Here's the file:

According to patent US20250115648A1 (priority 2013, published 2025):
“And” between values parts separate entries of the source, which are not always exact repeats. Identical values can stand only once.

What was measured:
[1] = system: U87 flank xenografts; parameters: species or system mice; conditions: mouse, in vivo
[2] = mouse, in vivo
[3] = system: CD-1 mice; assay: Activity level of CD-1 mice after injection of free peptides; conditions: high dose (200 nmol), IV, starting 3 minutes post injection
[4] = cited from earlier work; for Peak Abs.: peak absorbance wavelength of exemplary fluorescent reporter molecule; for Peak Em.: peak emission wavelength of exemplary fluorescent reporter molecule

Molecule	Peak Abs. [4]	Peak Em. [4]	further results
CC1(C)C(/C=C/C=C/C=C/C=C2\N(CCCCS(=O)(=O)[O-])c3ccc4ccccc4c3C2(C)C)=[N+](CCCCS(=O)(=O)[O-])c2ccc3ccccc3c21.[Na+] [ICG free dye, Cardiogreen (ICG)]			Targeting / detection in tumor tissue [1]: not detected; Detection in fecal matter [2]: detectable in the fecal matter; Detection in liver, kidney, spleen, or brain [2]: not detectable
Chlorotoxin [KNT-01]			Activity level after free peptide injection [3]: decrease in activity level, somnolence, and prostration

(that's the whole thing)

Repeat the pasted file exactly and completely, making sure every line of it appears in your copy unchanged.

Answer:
According to patent US20250115648A1 (priority 2013, published 2025):
“And” between values parts separate entries of the source, which are not always exact repeats. Identical values can stand only once.

What was measured:
[1] = system: U87 flank xenografts; parameters: species or system mice; conditions: mouse, in vivo
[2] = mouse, in vivo
[3] = system: CD-1 mice; assay: Activity level of CD-1 mice after injection of free peptides; conditions: high dose (200 nmol), IV, starting 3 minutes post injection
[4] = cited from earlier work; for Peak Abs.: peak absorbance wavelength of exemplary fluorescent reporter molecule; for Peak Em.: peak emission wavelength of exemplary fluorescent reporter molecule

Molecule	Peak Abs. [4]	Peak Em. [4]	further results
CC1(C)C(/C=C/C=C/C=C/C=C2\N(CCCCS(=O)(=O)[O-])c3ccc4ccccc4c3C2(C)C)=[N+](CCCCS(=O)(=O)[O-])c2ccc3ccccc3c21.[Na+] [ICG free dye, Cardiogreen (ICG)]			Targeting / detection in tumor tissue [1]: not detected; Detection in fecal matter [2]: detectable in the fecal matter; Detection in liver, kidney, spleen, or brain [2]: not detectable
Chlorotoxin [KNT-01]			Activity level after free peptide injection [3]: decrease in activity level, somnolence, and prostration